Want More Tablet Sales? Improve the Shopping Experience

May 01, 2013 3:26 PM  By

tablet-shoppingRetailers today know one thing for certain: the future of ecommerce is mobile. By the end of 2017, mobile retail sales in the U.S. will reach $31B, up from $8B this year, according to Forrester Research. Retailers are racing to invest in mobile commerce, with a particular focus on reaching high value tablet shoppers. With an annual growth rate over 50%, tablets are projected to reach one-third of Americans by 2015, and more than half of tablet owners use their tablets more to shop than their smartphones, according to Forrester.

Research shows that tablets are rapidly emerging as consumers’ preferred mobile shopping devices. This is not a surprise given the tablet’s form factor, which is uniquely suited to online shopping. However, while consumers love to shop on their tablets, the experience still falls short of their expectations.

According to real-time customer feedback gathered by OpinionLab from 43,000 shoppers during the 2012 holiday season, 62% of tablet shoppers used their tablets to browse and research products, and most were highly satisfied with the experience. Shoppers ranked the tablet browsing experience 3.64 out of 5, compared to just 2.94 out of 5 for browsing on desktops. But while consumers enjoy browsing on their tablets, they remain frustrated with the purchasing experience. Only 34% of tablet shoppers made a purchase on their devices, compared to 42% of smartphone shoppers – and tablet shoppers reported the lowest satisfaction scores, compared to smartphone and desktop, when it came to completing a purchase.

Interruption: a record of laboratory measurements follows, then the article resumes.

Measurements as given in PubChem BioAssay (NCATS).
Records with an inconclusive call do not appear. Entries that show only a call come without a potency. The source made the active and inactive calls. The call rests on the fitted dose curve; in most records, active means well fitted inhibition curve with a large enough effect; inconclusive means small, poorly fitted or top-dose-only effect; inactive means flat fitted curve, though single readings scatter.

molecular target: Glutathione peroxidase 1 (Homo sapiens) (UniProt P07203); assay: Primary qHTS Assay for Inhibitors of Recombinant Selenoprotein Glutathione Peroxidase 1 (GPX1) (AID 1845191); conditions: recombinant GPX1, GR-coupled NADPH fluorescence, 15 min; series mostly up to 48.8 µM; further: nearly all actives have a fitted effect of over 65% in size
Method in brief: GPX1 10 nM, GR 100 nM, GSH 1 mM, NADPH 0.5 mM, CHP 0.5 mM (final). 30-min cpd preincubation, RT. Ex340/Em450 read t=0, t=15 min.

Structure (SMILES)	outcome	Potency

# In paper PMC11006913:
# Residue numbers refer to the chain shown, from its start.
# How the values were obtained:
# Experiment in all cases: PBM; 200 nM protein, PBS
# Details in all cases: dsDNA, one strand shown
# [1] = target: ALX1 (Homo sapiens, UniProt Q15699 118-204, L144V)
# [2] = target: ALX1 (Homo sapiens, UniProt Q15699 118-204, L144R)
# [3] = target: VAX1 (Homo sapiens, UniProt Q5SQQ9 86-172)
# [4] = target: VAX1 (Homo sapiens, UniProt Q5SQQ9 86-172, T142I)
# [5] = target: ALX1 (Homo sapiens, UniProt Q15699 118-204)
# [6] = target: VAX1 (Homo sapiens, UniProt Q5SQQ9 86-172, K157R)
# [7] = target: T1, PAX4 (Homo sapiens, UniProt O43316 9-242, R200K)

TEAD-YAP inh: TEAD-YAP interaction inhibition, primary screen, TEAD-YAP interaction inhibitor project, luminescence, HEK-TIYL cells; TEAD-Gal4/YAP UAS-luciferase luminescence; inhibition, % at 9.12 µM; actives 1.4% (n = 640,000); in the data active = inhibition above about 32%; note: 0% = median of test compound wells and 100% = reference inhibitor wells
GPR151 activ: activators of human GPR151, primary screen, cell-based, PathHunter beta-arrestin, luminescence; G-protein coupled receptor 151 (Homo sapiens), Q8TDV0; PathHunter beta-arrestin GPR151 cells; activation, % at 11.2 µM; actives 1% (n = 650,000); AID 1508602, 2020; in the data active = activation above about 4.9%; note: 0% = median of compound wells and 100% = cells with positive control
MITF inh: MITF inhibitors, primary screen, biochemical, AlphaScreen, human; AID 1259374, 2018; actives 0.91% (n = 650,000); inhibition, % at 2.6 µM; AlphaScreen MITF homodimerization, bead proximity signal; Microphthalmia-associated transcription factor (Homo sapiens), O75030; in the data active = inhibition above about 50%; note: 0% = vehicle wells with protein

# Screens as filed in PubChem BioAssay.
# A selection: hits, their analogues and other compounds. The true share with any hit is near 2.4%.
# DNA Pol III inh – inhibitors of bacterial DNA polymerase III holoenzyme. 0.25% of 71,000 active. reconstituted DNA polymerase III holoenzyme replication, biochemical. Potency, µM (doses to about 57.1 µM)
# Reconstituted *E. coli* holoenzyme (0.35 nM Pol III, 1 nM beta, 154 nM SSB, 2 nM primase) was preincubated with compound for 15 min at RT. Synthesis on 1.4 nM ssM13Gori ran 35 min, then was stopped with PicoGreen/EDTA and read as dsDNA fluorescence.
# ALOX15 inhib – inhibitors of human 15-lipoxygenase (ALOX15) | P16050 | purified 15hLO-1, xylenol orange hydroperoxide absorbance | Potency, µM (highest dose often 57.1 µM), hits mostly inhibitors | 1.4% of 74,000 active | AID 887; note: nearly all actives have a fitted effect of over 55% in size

Retailers that act now to improve the tablet shopping experience – enhancing browsing and making purchasing easier – can jump ahead of the competition. Here are four strategies retailers can use to nail their tablet shopping strategies.

Start with responsive design.